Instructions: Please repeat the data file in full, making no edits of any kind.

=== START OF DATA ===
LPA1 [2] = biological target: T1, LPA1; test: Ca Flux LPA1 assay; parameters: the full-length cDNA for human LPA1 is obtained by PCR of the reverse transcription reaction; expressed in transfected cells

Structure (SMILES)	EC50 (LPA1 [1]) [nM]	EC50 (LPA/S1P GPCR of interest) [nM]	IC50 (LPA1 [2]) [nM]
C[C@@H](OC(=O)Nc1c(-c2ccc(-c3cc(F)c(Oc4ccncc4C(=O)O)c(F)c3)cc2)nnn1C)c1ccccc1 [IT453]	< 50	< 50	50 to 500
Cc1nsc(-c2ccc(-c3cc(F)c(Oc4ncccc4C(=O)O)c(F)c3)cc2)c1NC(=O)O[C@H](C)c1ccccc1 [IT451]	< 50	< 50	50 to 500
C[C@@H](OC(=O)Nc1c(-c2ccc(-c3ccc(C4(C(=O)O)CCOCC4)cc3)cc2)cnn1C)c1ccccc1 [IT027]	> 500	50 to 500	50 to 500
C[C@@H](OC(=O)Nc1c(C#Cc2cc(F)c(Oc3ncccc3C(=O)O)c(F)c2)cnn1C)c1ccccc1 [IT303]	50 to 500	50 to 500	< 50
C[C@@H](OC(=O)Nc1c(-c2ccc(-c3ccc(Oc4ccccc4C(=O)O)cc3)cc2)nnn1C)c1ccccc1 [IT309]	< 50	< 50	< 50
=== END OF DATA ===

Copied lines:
LPA1 [2] = biological target: T1, LPA1; test: Ca Flux LPA1 assay; parameters: the full-length cDNA for human LPA1 is obtained by PCR of the reverse transcription reaction; expressed in transfected cells

Structure (SMILES)	EC50 (LPA1 [1]) [nM]	EC50 (LPA/S1P GPCR of interest) [nM]	IC50 (LPA1 [2]) [nM]
C[C@@H](OC(=O)Nc1c(-c2ccc(-c3cc(F)c(Oc4ccncc4C(=O)O)c(F)c3)cc2)nnn1C)c1ccccc1 [IT453]	< 50	< 50	50 to 500
Cc1nsc(-c2ccc(-c3cc(F)c(Oc4ncccc4C(=O)O)c(F)c3)cc2)c1NC(=O)O[C@H](C)c1ccccc1 [IT451]	< 50	< 50	50 to 500
C[C@@H](OC(=O)Nc1c(-c2ccc(-c3ccc(C4(C(=O)O)CCOCC4)cc3)cc2)cnn1C)c1ccccc1 [IT027]	> 500	50 to 500	50 to 500
C[C@@H](OC(=O)Nc1c(C#Cc2cc(F)c(Oc3ncccc3C(=O)O)c(F)c2)cnn1C)c1ccccc1 [IT303]	50 to 500	50 to 500	< 50
C[C@@H](OC(=O)Nc1c(-c2ccc(-c3ccc(Oc4ccccc4C(=O)O)cc3)cc2)nnn1C)c1ccccc1 [IT309]	< 50	< 50	< 50